We live in a hurry/hurry, go/go world. It seems as if most of us are in a hurry to get somewhere. Yet, we know that there are times when the slower you go, the quicker you get there. Let’s use a simple example. The quickest way to communicate an idea is to tell someone. But this method is often the slowest way to obtain buy-in. People are more comfortable with their conclusions than ours. You are more likely to win a sale if the client is given the opportunity to express themselves and feel that they are in control of the process.
Rod is a financial advisor whom I coach. He is based in Regina. Recently, Rod was referred to a couple who had $2,000,000 to invest. They received the money through a settlement and did not have experience in managing money. Initially, they were hesitant to trust Rod, even though he had been introduced by someone they trusted.
As Rod has learned through his work with The Covenant Group, the first principle in building trust is to focus on the other person(s). Rod began by asking a lot of questions to help them identify, clarify, and intensify what was important. Their primary concern was the safety of their capital. Rod also took the time to patiently answer their questions. Recognizing their concerns, he proceeded slowly and met with them a number of times. At the same time, they met with a banker who recommended one of the bank’s balanced investment funds. They told Rod that they were more comfortable dealing with the bank. Rod suggested to them that they needed three people to help them with their financial affairs, two of whom were already in place. The first was a good lawyer who could assist in structuring their wills and estate planning. The second was a good accountant who could provide tax and accounting advice. Rod knew both their lawyer and accountant and expressed his confidence in them. The third person is someone to provide investment counsel and assist with the insurance requirements of the estate plan.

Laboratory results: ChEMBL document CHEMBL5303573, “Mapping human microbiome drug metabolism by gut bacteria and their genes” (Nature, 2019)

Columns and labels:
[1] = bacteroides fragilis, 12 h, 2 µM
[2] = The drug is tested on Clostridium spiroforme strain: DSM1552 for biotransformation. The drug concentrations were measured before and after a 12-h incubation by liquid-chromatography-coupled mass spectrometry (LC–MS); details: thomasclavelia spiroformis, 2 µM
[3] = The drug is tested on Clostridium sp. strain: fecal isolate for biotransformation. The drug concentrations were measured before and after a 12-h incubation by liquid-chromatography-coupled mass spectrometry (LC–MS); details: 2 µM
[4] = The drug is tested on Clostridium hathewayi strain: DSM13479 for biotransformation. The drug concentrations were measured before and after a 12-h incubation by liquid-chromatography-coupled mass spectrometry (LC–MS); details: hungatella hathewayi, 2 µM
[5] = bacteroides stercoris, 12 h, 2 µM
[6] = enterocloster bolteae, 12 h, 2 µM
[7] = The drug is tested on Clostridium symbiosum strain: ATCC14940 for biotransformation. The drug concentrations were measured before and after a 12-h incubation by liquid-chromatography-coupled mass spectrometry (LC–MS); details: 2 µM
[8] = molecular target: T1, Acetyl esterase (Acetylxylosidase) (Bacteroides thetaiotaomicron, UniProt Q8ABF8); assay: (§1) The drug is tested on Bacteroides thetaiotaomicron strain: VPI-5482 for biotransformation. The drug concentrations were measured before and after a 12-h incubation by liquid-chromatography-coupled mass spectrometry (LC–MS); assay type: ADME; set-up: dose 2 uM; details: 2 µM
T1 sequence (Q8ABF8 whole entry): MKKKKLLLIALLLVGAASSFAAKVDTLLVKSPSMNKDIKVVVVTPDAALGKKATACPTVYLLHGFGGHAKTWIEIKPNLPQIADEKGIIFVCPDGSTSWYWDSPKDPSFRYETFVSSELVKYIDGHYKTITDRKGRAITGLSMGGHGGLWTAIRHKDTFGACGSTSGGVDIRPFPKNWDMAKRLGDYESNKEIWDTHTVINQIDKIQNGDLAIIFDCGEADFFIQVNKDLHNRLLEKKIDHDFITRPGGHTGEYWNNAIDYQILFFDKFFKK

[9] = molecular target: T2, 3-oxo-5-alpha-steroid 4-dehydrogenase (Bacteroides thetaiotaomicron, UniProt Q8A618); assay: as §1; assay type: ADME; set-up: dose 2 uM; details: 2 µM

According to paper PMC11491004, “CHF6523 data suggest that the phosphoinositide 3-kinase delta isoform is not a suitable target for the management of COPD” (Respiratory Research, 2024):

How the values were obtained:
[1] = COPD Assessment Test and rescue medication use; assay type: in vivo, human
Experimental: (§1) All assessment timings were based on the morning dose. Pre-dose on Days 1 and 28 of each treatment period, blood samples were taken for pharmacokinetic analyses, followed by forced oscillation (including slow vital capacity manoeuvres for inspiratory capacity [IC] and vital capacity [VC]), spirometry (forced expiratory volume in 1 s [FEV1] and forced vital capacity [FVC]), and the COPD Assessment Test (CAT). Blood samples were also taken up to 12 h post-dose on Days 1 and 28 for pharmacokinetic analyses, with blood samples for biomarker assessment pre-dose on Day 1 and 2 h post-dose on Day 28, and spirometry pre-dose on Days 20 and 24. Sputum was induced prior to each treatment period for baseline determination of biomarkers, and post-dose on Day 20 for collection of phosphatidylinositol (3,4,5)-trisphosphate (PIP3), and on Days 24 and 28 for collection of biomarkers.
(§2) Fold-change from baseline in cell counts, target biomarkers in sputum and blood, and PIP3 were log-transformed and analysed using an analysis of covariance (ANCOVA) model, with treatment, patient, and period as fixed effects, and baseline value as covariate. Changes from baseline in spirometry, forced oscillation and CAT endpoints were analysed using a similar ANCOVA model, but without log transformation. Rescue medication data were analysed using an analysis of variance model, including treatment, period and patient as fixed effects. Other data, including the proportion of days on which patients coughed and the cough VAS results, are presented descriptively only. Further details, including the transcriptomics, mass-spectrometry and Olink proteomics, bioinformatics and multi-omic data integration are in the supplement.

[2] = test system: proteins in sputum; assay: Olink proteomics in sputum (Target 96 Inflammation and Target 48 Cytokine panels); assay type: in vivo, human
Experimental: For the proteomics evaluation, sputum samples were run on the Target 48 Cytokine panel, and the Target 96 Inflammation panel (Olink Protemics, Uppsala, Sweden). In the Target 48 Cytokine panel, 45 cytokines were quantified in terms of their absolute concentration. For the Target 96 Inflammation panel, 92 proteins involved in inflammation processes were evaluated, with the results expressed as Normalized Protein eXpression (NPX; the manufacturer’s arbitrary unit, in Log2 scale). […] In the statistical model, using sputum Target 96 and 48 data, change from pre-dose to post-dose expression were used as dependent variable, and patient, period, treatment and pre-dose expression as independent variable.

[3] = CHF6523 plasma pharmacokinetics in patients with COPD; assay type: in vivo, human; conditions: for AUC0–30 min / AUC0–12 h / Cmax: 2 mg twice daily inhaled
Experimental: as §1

At that point, Rod asked them the name of the banker with whom they were dealing. They could not remember his name. Rod asked them, “What are the chances you will see the same person in the branch three years from now?” The wife laughed and reminded her husband this was the third person they had seen in the last six months. Rod shared a story of another client who was in a similar situation and had the same concerns. In the story, he illustrated the range of choices available to them to protect their capital and provide enough growth to offset inflation and withdrawals. The story resonated with them.
People treat facts as factors, but make decisions primarily based upon emotions. Rod connected with these people at an emotional level. At no time did he hurry them or press them to make a decision. In due course, they made the decision to work with Rod. By giving them time, asking the right questions, and illsutrating his commitment to the client experience, Rod created the opportunity to win a sale. Sometimes, the slower you go, the quicker you get there.